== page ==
Rare images of the "world's ugliest pig" have been captured in Indonesia, researchers said Friday, offering a window into a little-known species believed to be on the brink of extinction.
The number of endangered Javan warty pigs -- males are distinguished by large warts on their faces -- has plunged since the early 1980s due to hunting and forest habitat loss, according to the UK-based Chester Zoo.
British and Indonesian researchers laid camera traps in the forests of the Southeast Asian nation's Java island in the hopes of capturing images of the elusive creature.
Their goal was to get a clearer sense of population levels and find ways to boost conservation of a "highly threatened species."
"It was even feared that many, if not all, populations had become extinct until their existence was confirmed by the zoo's cameras," the zoo said as it released the images.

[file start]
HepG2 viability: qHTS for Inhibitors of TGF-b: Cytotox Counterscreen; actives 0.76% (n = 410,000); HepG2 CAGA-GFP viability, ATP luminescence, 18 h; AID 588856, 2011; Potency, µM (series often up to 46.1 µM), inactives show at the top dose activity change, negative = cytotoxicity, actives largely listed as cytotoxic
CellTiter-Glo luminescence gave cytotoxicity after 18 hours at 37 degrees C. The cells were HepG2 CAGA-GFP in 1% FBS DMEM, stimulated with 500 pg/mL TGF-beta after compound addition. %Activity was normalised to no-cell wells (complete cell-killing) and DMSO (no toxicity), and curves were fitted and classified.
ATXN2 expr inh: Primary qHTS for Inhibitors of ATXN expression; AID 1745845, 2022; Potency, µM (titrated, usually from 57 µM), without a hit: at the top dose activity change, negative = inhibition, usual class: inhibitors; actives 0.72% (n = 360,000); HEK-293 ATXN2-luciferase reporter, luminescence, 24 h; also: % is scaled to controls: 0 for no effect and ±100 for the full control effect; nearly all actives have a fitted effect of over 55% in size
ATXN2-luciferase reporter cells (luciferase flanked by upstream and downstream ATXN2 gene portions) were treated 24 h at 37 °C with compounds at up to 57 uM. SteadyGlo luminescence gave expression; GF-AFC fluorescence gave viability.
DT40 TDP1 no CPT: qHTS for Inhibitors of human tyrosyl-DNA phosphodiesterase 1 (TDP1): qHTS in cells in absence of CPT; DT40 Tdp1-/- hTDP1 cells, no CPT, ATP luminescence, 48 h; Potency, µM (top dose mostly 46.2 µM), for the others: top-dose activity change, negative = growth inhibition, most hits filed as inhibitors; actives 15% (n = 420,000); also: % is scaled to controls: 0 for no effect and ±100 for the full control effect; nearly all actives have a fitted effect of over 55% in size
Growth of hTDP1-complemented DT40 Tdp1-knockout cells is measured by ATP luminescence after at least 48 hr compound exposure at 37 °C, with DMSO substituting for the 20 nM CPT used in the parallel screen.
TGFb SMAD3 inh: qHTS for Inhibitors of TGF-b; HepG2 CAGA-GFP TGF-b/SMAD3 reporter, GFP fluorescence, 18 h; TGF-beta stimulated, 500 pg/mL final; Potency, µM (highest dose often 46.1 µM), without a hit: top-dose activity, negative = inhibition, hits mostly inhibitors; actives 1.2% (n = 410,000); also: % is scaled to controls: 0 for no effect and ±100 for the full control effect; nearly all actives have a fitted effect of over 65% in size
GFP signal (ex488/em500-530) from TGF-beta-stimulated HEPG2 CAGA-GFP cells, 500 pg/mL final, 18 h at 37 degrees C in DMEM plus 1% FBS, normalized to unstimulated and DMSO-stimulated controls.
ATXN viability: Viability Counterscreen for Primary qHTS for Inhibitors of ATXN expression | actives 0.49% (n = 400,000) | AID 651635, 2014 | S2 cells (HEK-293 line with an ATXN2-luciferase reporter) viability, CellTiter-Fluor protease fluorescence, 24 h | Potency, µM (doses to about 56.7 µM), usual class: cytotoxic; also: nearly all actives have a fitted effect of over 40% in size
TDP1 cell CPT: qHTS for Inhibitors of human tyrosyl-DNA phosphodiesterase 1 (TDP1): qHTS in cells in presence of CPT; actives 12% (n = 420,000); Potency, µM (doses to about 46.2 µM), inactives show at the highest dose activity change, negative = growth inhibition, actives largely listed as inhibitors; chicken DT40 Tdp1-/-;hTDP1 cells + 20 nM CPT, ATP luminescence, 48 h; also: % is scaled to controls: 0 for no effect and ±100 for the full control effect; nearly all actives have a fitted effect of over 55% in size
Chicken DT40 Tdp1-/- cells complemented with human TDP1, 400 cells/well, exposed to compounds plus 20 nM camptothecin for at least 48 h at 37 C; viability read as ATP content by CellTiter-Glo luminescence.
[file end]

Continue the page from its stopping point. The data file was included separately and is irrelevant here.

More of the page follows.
The research "could eventually be used to establish new protection laws for the species as, currently, they are not protected by Indonesian law," it added.
The pigs -- which are only found on Java -- are similar in size to European wild boars but are more slender and have longer heads, the zoo said.
"Males have three pairs of enormous warts on their faces," said Johanna Rode-Margono, Chester Zoo's Southeast Asia field program coordinator.
"It is these characteristics that have led to them being affectionately labeled as 'the world's ugliest pig' but, certainly to us and our researchers, they are rather beautiful and impressive."
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